(1839 - 1925)
Home State: Massachusetts
Command Billet: Commanding Regiment
Branch of Service: Infantry
Unit: 61st New York Infantry
see his Battle Report
He was a Boston store clerk and night school student before the war. In September 1861 he was commissioned First Lieutenant, in the 22nd Massachusetts Infnatry. In May 1862 he was appointed Lieutenant Colonel of the 61st New York Infantry, served on General O.O. Howard's staff on the Peninsula campaign, and was wounded while leading reinforcements to the 61st New York Infantry at Seven Pines, VA in June 1862.
On the Campaign
He commanded the consolidated 61st and 64th New York Infantry Regiments, part of the First Brigade/First Division of General Richardson's Second Army Corps, after Colonel Barlow was wounded on Piper's Farm on the afternoon of 17 September 1862 at Antietam.
The rest of the War
On 30 September he was promoted to Colonel, and continued to lead his Regiment at Fredericksburg in December, where he was wounded, and at Chancellorsville in May 1863, where he was wounded again. He was later awarded the Medal of Honor for that action. He commanded the First Brigade/First Division/Second Corps at the Wilderness, Spotsylvania, and Cold Harbor, VA. In May 1864 he was appointed Brigadier General of Volunteers, and fought at Petersburg, again wounded, commanded the First Division/Second Corps in the Appomattox campaign, and in October 1865 was promoted to Major General of Volunteers.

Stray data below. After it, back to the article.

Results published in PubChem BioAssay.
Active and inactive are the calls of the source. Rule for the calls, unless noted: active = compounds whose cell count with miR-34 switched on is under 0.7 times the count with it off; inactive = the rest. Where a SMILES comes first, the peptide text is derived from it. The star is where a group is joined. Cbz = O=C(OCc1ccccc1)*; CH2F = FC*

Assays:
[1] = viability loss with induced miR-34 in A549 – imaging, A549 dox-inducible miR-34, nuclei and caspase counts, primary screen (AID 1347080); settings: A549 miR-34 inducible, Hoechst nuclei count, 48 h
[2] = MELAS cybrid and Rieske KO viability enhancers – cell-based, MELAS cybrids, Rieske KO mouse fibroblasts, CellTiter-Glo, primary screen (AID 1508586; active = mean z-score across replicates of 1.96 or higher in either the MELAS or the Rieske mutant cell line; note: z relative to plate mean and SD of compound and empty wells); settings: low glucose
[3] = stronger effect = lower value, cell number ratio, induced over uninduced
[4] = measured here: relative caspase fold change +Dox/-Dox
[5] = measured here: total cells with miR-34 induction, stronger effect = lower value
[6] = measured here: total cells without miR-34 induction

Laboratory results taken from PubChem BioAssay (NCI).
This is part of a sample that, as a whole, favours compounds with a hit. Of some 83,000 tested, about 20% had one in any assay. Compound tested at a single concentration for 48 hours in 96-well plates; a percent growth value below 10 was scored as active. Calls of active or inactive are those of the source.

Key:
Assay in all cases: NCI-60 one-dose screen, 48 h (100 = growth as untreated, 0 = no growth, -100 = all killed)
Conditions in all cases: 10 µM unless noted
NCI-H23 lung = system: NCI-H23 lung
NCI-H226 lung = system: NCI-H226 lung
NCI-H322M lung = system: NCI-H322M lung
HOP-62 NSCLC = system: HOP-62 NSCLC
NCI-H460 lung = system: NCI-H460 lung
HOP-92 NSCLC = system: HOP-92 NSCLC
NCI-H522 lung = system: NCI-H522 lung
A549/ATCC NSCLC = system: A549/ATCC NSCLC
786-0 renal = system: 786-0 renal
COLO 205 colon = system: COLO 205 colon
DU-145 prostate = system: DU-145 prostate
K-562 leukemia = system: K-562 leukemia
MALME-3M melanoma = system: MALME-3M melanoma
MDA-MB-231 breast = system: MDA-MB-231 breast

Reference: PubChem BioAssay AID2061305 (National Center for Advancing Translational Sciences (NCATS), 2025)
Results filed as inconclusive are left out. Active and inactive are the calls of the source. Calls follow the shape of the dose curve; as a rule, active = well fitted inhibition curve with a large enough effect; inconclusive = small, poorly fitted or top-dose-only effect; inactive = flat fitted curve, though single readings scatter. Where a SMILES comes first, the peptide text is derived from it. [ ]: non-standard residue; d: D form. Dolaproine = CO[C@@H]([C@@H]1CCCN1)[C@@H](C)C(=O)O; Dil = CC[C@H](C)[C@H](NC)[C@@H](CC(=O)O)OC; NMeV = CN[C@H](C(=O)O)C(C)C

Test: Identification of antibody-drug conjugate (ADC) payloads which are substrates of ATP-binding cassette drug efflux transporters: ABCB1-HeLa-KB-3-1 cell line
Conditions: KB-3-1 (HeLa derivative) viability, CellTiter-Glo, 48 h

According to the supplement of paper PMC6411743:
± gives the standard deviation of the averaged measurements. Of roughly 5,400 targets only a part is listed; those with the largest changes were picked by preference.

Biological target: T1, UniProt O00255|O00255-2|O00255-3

After the War
He continued in the Army, commissioned Colonel, 40th United States Infantry on 28 July 1866. He was transferred tothe 5th US Infantry on 15 March 1869. He was promoted to Brigadier General, USA on 15 December 1880, Major General on 5 April 1890, and Lieutenant General on 6 June 1900. He was commander in chief of the Army from 1895 (through the Spanish-American War) until he retired in 1903.
He was the last surviving full-rank Major General from the Civil War.
References & notes
More on the Web
For another brief biography and his formal portrait (as Army Chief of Staff) see also Nelson Appleton Miles at the US Army's Center for Military History.
08/08/1839; Westminster, MA
05/15/1925; Washington, DC; burial in Arlington National Cemetery, Arlington, VA